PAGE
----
Kyle Cleveland, sociologist at Temple University’s Japan Campus — Enenews

Kyle Cleveland’s speech was published on Apr 29, 2015, on Youtube. His speech was taken off Youtube today, but part of the transcript is still available on Enenews.

” Like everyone else we were seeing what was on the media. The media was very alarmist, and I think ironically, some of what were taken as an overreaction or a panic in the first couple of weeks of the crisis subsequently have been vindicated to be in some ways quite reasonable claims and worries as more information have been revealed, as gov’t reports have been written… Those reports have demonstrated that the situation was really quite more serious at the time than certainly what the government was saying, and certainly what TEPCO was saying at the time. My starting point for my research was looking into the government’s FOIA documents. I was very surprised to see that there is a big difference within the United States government as they were trying to determine just how bad this was. And what I realized in those documents is that the Nuclear Regulatory Commission… was recommending a 50-mile (80 km) exclusionary zone. This was an stark contrast to the Japanese government’s recommendation of 30 km. And also I was very interested to see that the the US Navy Pacific Command and particularly naval reactors, was recommending a 200-mile exclusionary zone. So that’s a rather profound gap between 30 kilometers on the one hand with the Japanese government 80 km from the NRC [and] something like over 300 km for the US Navy… But ironically aside from the staff at the Daiichi plant maybe some at the very first people who were hit by the radioactive plume were sailors who run the United States Ronald Reagan Carrier Strike Group… They detected the plume at about 132 miles distance from the Daiichi plant. The FOIA  documents… demonstrate that these government officials… were very concerned about the levels that they were reading. They were indicating that they were about 30 times above background levels, and that they would exceed a ‘protective action guideline’ criteria within about a 10 hour period… The reason the US Navy had recommended a 200-mile exclusionary zone was that the Yokosuka naval base is about a 163 miles from the Daiichi plant… at the same time that the Ronald Reagan aircraft carrier was detecting the nuclear plume, the George Washington aircraft carrier which was ported down near Yokosuka was also detecting a plume and the result that they were getting were really quite alarming to them. “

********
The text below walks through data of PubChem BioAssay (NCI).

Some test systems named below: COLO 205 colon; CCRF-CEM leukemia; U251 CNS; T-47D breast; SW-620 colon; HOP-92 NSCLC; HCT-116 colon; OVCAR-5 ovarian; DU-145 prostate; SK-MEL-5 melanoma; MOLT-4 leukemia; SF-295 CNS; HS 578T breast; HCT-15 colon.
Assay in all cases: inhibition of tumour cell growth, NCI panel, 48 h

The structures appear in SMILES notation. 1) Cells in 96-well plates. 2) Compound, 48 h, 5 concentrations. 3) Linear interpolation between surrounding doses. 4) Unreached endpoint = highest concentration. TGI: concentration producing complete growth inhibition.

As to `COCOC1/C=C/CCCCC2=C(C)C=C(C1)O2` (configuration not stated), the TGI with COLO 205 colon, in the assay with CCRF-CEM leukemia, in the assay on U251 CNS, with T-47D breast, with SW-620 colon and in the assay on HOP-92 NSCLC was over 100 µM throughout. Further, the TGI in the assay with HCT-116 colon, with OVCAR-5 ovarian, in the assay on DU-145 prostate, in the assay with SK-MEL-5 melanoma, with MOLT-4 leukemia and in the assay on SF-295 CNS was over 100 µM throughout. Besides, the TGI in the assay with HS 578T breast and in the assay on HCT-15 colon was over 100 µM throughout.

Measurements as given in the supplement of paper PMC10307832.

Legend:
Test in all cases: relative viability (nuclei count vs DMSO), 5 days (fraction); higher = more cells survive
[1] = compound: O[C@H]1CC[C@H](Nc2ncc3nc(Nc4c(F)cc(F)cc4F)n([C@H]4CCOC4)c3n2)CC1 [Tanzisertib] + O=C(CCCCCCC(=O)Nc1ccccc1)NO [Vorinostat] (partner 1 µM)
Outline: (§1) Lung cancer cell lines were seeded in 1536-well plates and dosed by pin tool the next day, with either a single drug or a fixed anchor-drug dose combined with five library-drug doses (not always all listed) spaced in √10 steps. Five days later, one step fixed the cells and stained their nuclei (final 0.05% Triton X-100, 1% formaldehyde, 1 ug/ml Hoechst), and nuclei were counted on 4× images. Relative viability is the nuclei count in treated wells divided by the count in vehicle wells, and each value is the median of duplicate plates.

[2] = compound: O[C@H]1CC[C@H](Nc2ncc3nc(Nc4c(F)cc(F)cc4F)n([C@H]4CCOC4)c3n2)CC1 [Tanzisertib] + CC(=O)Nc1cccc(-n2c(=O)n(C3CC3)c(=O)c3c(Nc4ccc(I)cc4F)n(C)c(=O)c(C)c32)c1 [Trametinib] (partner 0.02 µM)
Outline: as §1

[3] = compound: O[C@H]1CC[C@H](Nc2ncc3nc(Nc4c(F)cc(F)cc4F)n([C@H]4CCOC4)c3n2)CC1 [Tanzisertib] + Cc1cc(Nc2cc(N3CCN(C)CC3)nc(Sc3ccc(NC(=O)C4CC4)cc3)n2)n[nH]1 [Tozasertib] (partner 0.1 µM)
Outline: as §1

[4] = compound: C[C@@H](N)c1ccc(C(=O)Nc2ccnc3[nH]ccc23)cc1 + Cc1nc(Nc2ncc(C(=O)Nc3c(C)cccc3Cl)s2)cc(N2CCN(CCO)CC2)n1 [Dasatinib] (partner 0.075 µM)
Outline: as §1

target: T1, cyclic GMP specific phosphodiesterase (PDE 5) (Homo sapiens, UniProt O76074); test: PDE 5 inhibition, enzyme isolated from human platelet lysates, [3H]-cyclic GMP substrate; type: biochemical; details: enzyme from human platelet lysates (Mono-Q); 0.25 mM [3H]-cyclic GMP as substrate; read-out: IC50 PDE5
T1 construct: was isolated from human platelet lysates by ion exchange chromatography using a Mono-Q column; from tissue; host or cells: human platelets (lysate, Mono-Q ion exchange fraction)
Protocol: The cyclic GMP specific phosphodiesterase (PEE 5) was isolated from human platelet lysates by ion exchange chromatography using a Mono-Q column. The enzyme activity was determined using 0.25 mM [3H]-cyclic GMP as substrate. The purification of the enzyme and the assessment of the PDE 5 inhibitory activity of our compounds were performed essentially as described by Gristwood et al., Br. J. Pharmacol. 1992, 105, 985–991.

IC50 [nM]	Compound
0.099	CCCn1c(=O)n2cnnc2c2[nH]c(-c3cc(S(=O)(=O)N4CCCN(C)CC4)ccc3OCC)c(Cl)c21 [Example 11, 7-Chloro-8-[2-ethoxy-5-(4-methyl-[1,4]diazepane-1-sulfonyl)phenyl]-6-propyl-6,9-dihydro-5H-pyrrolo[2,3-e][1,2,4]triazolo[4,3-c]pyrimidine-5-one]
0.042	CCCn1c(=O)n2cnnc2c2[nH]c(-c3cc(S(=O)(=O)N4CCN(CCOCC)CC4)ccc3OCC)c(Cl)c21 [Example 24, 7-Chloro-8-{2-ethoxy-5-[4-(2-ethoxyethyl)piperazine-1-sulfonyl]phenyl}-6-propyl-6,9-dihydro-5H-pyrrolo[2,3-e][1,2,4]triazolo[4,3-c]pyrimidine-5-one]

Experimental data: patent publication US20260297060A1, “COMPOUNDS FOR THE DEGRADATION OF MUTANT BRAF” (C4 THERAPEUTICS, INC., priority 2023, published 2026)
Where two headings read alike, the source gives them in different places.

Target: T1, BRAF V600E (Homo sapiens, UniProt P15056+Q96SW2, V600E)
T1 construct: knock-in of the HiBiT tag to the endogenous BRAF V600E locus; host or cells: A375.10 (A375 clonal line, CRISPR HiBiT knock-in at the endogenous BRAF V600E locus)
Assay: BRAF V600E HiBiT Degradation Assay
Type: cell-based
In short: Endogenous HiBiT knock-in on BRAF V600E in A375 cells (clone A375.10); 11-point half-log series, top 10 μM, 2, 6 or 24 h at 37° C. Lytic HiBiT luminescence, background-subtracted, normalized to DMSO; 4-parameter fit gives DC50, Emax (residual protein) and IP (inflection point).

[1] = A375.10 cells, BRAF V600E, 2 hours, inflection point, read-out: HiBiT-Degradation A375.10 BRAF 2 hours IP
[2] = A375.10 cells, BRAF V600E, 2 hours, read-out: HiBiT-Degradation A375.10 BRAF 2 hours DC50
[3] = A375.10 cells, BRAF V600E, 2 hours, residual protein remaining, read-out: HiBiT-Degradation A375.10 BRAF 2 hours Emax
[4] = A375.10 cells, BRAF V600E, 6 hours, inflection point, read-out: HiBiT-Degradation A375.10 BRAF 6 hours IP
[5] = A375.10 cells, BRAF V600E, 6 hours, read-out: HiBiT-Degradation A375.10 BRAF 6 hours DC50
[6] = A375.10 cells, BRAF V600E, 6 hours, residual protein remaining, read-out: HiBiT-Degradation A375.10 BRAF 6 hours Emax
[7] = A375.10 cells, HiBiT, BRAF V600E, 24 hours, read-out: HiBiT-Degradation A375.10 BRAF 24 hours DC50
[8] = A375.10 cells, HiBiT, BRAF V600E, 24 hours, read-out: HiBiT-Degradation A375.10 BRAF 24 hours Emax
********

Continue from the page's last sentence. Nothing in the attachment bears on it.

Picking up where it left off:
Updated 10/1/14: Continuing to piece together March 2011 — The Japan Times

The Japan Times continues to piece together the March 2011 nuclear catastrophe based on recently released transcripts, including the accounts of Tepco management and workers at the Fukushima site during the early stages of the disaster. For more articles based on the transcripts, view an earlier blog post HERE.

Updated Oct. 1, 2014:

1) As radiation levels soared at Fukushima No. 1, plant chief Yoshida rescinded evacuation order

2) Tears, hopeful promises of reunion as Tepco workers evacuated Fukushima No. 1